My favourite meat

WARNING: This post may be unsavoury for vegetarians.

Earlier this week I was casting around for something to write about for Favourite Friday, and somewhat unexpectedly found the answer staring up at me from my dinner plate. Lamb!

It’s funny that it’s never before occurred to me to write about my love for lamb, since everyone who knows me is surely by now sick of me waxing lyrical about it every time meat comes up in conversation. But I guess sometimes I don’t realise obvious things…remember my owls epiphany?

Anyway, on to the meat course.

Lamb is a dish I have always loved. Roast lamb, lamb stew, lamb chops, lamb curry, lamb fillet, and best of all: lamb cutlets. I’m rather predictable, because just about any time we go to a fancy restaurant I order the lamb. I just love the flavour and tenderness of beautifully cooked, medium-rare, lean lamb.

I’ve always been something of a red-meat girl. I don’t eat much pork and it was only after Phil and I moved in together that I really started eating chicken (previously I believed all chicken was dry and tasteless, but that man does amazing things with poultry). I love beef—there’s nothing like a good steak, and it’s a meat that’s not only versatile but usually relatively cheap. And of course, I love lamb. It’s funny, often, when we dine out, because I quite like red meat but Phil quite likes chicken—and the restaurant industry seems to have this idea that men order red meat and women order white meat. That’s quite possibly true for most people, but it’s funny to see waiters looking a little nonplussed when I say ‘actually, the steak is for me.’

It’s hard to describe just why I like lamb more than beef, but I’ll try. Lamb seems to have a depth of flavour that beef doesn’t. It can be more savoury, more meaty, if you like, although at times I’d also describe it as sweeter. Perhaps you could say it’s more gamy? In any case, I tend to think of beef as a straightforward flavour, and lamb as a complex flavour. I guess the meat is also juicier, since most cuts of lamb have a little more fat on them—but this doesn’t mean lamb has to be greasy, which is the main objection I’ve heard from lamb’s opponents. The trick is to buy leaner cuts: avoid chump and forequarter chops, and instead go for frenched cutlets, backstrap/fillet, leg steaks, or diced shoulder. They’re generally more expensive, but definitely worth it, and who doesn’t deserve a treat every now and then?

Enough talk. Now I’d like to share with you my favourite quick-and-easy way of cooking lamb cutlets, as in the photo above. Although there’s a little bit of preparation it’s the fun sort, where you get your fingers dirty. Remember how much you loved that at kindy?

Juicy tender lamb cutlets in a crispy crumb

3 lamb cutlets per person (you could have two per person, but let’s be honest, you’re going to want to eat an extra one anyway)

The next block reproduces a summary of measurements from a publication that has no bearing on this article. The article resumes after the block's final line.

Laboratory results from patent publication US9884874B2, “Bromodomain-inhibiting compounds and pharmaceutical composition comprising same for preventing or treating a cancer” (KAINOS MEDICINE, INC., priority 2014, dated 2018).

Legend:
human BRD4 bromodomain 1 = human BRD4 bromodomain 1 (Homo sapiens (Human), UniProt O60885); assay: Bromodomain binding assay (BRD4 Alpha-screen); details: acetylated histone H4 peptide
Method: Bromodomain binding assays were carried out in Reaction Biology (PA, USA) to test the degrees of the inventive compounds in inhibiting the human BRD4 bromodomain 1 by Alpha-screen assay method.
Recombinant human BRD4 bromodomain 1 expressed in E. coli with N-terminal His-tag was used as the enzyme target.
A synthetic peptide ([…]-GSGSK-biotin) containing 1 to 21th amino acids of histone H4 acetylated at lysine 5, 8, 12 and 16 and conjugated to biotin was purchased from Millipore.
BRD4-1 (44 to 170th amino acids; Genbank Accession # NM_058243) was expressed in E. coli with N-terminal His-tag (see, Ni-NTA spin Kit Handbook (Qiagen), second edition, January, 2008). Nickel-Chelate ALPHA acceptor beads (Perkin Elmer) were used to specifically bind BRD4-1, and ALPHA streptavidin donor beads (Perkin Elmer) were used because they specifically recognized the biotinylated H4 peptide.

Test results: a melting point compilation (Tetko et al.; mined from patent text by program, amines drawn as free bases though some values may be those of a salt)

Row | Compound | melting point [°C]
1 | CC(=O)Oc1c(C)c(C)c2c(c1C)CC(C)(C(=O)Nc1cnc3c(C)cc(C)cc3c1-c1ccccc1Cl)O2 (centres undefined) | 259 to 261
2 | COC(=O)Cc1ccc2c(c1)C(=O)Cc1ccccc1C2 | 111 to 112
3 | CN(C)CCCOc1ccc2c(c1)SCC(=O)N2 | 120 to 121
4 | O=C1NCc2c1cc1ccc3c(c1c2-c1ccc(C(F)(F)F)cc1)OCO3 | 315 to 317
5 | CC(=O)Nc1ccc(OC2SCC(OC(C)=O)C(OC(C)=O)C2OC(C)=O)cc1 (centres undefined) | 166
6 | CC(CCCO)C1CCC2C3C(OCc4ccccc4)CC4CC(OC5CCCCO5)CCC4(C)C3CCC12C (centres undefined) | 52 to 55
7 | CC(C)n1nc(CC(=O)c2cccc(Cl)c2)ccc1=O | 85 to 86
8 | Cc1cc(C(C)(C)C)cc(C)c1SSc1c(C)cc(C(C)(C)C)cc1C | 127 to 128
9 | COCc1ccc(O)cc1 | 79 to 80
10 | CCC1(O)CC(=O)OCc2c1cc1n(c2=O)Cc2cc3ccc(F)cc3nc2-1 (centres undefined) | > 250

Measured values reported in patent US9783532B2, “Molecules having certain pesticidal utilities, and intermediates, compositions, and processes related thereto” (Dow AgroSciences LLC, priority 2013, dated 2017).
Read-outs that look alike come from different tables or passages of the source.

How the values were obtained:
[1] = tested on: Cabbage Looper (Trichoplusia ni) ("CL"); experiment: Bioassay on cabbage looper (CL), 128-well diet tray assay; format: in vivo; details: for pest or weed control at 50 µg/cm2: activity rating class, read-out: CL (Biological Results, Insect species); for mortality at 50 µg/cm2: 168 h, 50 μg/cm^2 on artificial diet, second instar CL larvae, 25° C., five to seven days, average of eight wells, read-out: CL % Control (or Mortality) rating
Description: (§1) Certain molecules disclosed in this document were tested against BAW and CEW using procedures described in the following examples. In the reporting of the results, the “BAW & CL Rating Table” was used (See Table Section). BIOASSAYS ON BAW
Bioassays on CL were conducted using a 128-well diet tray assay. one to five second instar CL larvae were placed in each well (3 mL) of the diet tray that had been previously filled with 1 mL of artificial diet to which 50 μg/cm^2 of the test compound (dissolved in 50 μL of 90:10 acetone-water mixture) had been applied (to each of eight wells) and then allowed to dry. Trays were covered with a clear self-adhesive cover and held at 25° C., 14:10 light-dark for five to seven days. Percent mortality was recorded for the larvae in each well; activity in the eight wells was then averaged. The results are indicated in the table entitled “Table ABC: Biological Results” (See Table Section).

plain flour

1 egg

dry breadcrumbs (the sort you buy in a box from the supermarket)

herbs or spices if you’re feeling fancy

These are best cooked on a rack in the oven. Preheat your oven to 200°C. If you don’t have a roasting tray with a built in rack, you can put the lamb cutlets directly onto the oven racks with a baking tray underneath to catch any juices. If you don’t want to do this they will cook fine on a lightly greased baking tray, but one side won’t be crispy.

Put a handful of flour on one plate and a handful of breadcrumbs on another. If you’re feeling fancy, mix some herbs or spices into the breadcrumbs. I often just use black pepper. Crack your egg into a wide, shallow bowl and mix it up a bit.

Now start your production line. Take one lamb cutlet, dip it into the flour until it’s all covered (even the bone handle), then into the egg, then into the breadcrumbs, making sure it’s completely covered at each dipping. Place on the rack. Repeat with remaining cutlets. Flour, egg, breadcrumbs. Easy!

Pop your crumbed cutlets into the oven. Cooking time will vary depending on how you like your meat and what your oven is like, but for medium-rare it usually takes me about 15 minutes. A metal skewer is useful to check whether they are hot inside.

Once done, eat with your fingers so you can properly gnaw all the tasty-crispy bits off the bone. Yum!

I really urge you to try this, as it’s so tasty and easy. And I hope you enjoy it as much as I do. Lamb forever!


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2 Responses to “My favourite meat”

  1. mum Says:

    you know what’s rather ironic? when i was preggers with you lamb was one thing i just could not eat! the smell of it made me want to throw up, the taste just killed me. Glad you’ve moved on….:)

  2. Holidays = cooking « An odd assortment Says:

    […] now in our freezer, which used to be half a lamb. That’s right folks, I wasn’t kidding when I said I loved lamb, and now an entire half of one (minus souvlaki) is sitting in my freezer, nicely portioned into […]

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